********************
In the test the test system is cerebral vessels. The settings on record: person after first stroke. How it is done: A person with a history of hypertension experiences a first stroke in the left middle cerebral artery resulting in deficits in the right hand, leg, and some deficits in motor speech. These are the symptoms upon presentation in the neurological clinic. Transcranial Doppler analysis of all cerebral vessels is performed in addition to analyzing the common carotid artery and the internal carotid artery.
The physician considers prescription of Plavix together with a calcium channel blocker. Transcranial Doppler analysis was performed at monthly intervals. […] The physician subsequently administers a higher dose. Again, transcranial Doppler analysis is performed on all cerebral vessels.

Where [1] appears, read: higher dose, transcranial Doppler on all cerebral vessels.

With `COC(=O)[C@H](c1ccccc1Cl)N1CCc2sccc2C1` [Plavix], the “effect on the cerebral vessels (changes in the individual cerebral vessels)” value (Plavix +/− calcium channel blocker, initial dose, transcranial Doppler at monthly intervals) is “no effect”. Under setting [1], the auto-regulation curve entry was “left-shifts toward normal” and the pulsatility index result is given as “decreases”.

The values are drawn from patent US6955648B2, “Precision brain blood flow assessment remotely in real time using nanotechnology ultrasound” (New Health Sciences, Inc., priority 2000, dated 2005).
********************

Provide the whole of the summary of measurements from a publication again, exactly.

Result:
In the test the test system is cerebral vessels. The settings on record: person after first stroke. How it is done: A person with a history of hypertension experiences a first stroke in the left middle cerebral artery resulting in deficits in the right hand, leg, and some deficits in motor speech. These are the symptoms upon presentation in the neurological clinic. Transcranial Doppler analysis of all cerebral vessels is performed in addition to analyzing the common carotid artery and the internal carotid artery.
The physician considers prescription of Plavix together with a calcium channel blocker. Transcranial Doppler analysis was performed at monthly intervals. […] The physician subsequently administers a higher dose. Again, transcranial Doppler analysis is performed on all cerebral vessels.

Where [1] appears, read: higher dose, transcranial Doppler on all cerebral vessels.

With `COC(=O)[C@H](c1ccccc1Cl)N1CCc2sccc2C1` [Plavix], the “effect on the cerebral vessels (changes in the individual cerebral vessels)” value (Plavix +/− calcium channel blocker, initial dose, transcranial Doppler at monthly intervals) is “no effect”. Under setting [1], the auto-regulation curve entry was “left-shifts toward normal” and the pulsatility index result is given as “decreases”.

The values are drawn from patent US6955648B2, “Precision brain blood flow assessment remotely in real time using nanotechnology ultrasound” (New Health Sciences, Inc., priority 2000, dated 2005).